If you have been following our Summer Session series, you know we have been recapping some of our best content from the previous school year. Little did we know that we’d be welcoming a new president to the University of Maine as part of that series, but we were more than happy that she decided to join us for an interview.
While she is new to the position, Dr. Susan Hunter is anything but new to the UMaine System. Starting off as an assistant professor almost 30 years ago, she has worked in about every corner of the Orono campus on her way to the President’s House. In addition, she has spent the last year working as Vice Chancellor for the UMaine system making the transition into leading the state’s flagship university a bit easier. Fill The Steins is happy to sit down with Dr. Hunter and learn about her plans for leading the school, or favorite parts of working in Orono, and how she likes to fill her stein while not on the clock.
Fill The Steins (FTS): First off congratulations on your new position as president of the University of Maine. You’ve gone from an adjunct professor to the higher position at the school over your thirty plus years at Orono. What are some of the biggest changes you’ve seen at the institution from when you started to now?
President Hunter (PH): I’m honored by the opportunity to serve as the president of the University of Maine for the next two years. In 1986, I joined the UMaine community as a cooperating assistant professor and research assistant professor in the Department of Zoology. When I moved to Orono, I never imagined the wonderful opportunities that would occur over the ensuring 28 years, culminating in the presidency.
FTS: You signed on to lead the University for a two-year term, is there any reason why you didn’t want to leave the term open like previous presidents of the school?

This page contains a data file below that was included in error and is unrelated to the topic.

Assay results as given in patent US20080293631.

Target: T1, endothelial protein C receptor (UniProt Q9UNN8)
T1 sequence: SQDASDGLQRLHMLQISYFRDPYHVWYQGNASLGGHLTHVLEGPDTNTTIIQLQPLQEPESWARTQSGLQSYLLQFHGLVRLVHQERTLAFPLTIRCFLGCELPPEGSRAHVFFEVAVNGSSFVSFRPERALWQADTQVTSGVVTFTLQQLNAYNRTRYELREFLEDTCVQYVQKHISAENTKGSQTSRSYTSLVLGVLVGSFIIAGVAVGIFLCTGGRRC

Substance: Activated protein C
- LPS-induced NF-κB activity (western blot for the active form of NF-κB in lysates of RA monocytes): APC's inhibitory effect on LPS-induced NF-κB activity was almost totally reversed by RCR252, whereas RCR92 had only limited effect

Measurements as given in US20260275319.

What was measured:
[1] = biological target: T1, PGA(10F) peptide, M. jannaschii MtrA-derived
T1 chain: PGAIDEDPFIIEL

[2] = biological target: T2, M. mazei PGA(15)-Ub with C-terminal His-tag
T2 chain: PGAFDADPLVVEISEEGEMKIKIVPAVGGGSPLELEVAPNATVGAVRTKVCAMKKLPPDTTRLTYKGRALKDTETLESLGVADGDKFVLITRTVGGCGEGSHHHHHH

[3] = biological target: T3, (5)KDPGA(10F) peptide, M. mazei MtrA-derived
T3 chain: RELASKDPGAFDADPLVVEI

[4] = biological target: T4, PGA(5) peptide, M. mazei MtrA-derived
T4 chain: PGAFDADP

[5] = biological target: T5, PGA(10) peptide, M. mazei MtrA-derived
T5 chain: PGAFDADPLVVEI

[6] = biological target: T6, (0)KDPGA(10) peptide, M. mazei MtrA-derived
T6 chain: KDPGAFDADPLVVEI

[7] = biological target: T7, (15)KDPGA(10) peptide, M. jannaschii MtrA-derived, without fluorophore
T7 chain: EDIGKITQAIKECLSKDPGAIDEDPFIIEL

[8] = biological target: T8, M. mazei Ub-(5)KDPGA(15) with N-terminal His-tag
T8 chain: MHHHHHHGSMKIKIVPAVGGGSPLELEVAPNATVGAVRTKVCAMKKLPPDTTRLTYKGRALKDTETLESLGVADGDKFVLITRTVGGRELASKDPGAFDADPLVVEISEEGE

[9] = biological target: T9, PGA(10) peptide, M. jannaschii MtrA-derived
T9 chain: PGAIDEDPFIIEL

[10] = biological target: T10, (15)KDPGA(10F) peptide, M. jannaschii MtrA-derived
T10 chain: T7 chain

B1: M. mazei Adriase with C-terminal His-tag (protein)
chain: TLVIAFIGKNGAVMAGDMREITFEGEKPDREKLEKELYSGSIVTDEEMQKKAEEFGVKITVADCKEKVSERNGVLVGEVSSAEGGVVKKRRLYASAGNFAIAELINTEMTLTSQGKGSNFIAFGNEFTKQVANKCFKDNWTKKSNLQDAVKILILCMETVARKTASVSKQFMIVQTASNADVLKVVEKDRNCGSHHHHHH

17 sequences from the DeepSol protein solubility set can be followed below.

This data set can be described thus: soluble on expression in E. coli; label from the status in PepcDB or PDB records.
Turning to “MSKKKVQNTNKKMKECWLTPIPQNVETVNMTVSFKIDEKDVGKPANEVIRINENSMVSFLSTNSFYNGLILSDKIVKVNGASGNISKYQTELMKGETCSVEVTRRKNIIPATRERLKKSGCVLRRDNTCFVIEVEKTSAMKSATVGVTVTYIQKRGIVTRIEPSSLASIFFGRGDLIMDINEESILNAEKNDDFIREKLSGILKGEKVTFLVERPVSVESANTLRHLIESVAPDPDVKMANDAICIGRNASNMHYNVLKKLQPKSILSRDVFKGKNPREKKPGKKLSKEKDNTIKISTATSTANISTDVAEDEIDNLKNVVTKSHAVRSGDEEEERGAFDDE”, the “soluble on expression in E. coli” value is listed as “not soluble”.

PH: Several years ago, I decided to retire during summer 2016 and I’m going to hold to that plan.
FTS: As part of your news conference introducing you as the next president you mentioned having “street cred” with the UMaine community that should help you with your new role. What are the advantages of having an internal hire as president versus an outsider like we’ve seen in the past?
PH: In my career at UMaine, I have been involved in teaching and research as a faculty member, and have served in multiple areas of administration, including as provost. In addition, through the years I’ve worked with most of UMaine’s dedicated, talented team of administrators on the President’s Cabinet. And most recently, for the last 10 months as a vice chancellor for the University of Maine System, I have gained that important perspective. Now as president, I look forward to continuing collaborations with all the University of Maine System presidents in enhancing our collective mission of education, research and scholarship, and public service.
FTS: Former President Ferguson made the Blue Sky Plan a major emphasis of his time at Orono. What areas of the Blue Sky Plan will you focus on for the next two years and are there any changes you would make to the plan?